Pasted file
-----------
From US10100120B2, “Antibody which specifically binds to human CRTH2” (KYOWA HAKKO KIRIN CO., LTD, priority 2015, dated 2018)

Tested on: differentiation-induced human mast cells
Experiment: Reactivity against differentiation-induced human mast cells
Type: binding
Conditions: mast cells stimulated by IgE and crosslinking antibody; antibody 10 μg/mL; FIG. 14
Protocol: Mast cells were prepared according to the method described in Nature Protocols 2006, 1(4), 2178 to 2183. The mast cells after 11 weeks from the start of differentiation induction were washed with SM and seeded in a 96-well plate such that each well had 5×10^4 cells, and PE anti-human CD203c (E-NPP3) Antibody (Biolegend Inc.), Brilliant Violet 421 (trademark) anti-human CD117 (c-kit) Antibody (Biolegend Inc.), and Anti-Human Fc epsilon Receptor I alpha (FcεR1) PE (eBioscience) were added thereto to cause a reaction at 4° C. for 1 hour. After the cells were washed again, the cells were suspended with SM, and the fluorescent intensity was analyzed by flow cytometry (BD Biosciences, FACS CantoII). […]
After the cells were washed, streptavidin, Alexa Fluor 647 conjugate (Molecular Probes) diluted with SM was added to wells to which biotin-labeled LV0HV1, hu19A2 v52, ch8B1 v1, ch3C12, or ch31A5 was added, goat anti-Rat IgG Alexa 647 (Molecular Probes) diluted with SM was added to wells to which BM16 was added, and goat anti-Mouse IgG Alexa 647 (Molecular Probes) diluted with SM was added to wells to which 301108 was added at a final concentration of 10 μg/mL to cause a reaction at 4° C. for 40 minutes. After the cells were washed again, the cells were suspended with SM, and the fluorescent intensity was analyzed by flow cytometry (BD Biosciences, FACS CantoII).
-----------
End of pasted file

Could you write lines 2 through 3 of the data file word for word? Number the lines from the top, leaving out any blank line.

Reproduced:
Tested on: differentiation-induced human mast cells
Experiment: Reactivity against differentiation-induced human mast cells